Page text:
Data powers the information economy, and one way to make sure information systems are tuned for optimum performance is to utilize data hubs. A data hub is a unified, reconciled, single source of high quality data. It establishes a master identity for a given business subject, such as product, location or customer, and it utilizes a centralized data model to unify common data elements across numerous information systems. Most data hubs, created via a hub-and-spoke model, enable various business applications to "subscribe" to the data hub as a service.
Learn how GGB, the world's biggest manufacturer of metal-polymer plain bearings, used Oracle technology to create a product information management (PIM) data hub. The hub provides a consistent, single source of product data so that the firm can cohesively manage product information in a single location.
GGB utilizes Oracle Product Information Management Data Hub to group products by attributes, and GGB likes the way the application automatically synchronizes attributes. Oracle unifies fragmented data without disrupting current business processes. The benefit is that Oracle Product Information Management Data Hub can centralize, cleanse, and enrich product data. It can also continuously synchronize it with all related source systems. The data hub manages information about 50,000 different machine parts and synchronizes the data among various ERP systems.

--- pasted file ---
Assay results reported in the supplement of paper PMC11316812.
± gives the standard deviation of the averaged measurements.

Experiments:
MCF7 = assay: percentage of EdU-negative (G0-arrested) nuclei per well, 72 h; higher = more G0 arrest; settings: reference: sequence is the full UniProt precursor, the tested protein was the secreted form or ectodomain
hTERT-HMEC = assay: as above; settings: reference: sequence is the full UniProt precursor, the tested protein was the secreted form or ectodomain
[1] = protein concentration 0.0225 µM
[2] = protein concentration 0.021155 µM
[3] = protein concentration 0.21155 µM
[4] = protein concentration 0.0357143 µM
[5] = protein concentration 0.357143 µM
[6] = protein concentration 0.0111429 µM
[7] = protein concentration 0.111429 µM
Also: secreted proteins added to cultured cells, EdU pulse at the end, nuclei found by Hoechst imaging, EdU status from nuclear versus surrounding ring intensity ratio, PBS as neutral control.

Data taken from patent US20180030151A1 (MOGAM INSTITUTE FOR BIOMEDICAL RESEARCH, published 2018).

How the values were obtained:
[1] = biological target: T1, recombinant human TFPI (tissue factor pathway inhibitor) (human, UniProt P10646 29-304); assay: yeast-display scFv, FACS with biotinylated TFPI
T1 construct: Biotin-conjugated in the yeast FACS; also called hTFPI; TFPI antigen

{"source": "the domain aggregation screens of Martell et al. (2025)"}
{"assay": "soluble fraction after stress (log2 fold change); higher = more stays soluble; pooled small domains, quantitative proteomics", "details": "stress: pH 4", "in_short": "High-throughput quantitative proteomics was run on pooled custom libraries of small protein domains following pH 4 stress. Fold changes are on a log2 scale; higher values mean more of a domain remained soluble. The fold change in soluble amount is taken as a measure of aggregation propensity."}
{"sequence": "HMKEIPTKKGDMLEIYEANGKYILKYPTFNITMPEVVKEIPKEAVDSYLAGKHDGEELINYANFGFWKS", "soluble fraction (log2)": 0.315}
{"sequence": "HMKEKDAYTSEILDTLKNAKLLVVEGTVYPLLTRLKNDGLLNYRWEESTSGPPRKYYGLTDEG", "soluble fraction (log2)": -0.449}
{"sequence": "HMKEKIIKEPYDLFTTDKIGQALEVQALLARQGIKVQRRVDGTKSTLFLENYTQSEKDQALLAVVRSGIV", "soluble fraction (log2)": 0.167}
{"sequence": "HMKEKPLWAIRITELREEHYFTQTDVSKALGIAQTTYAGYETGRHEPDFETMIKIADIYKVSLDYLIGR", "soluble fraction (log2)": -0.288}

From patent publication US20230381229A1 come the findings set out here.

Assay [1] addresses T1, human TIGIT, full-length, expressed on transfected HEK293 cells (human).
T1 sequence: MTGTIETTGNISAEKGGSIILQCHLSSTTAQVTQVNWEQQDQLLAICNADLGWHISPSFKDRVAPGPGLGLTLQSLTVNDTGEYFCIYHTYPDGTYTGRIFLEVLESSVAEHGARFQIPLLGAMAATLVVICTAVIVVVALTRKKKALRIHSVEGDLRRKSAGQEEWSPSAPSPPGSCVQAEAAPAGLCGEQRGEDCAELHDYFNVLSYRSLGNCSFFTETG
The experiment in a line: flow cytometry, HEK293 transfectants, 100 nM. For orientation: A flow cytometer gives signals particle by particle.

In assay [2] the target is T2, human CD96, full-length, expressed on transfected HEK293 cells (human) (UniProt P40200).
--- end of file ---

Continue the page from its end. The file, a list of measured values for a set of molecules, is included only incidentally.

If data powers the information economy, then data hubs keep those information systems tuned for accurate performance.
Consider customer data. Complete and accurate knowledge about customers is what propels most marketing strategies, as managers probe the nuances of customer satisfaction, loyalty, and profitability. Yet executives complain that they don't have a firm grasp on precisely who their customers are, what they are buying, and what else the company might sell them. In recent years, questions of accountability have surfaced as well: which customers put a company's financial reporting at risk? Sarbanes-Oxley mandates require companies to disclose the material risk to revenue and profit, both of which are customer-centric.
Product data is another prime example. Accurate, integrated product information has become a key strategic asset that contributes to the success of many businesses. Yet companies in just about every industry face pressing issues with respect to consolidating, storing, cleansing, synchronizing, and exchanging this vital information. Individual departments have built or purchased information systems to manage product information and automate the associated business processes, such as procurement, assembly, and sourcing. These information systems segregate product data into information "silos," none of which offers a complete view.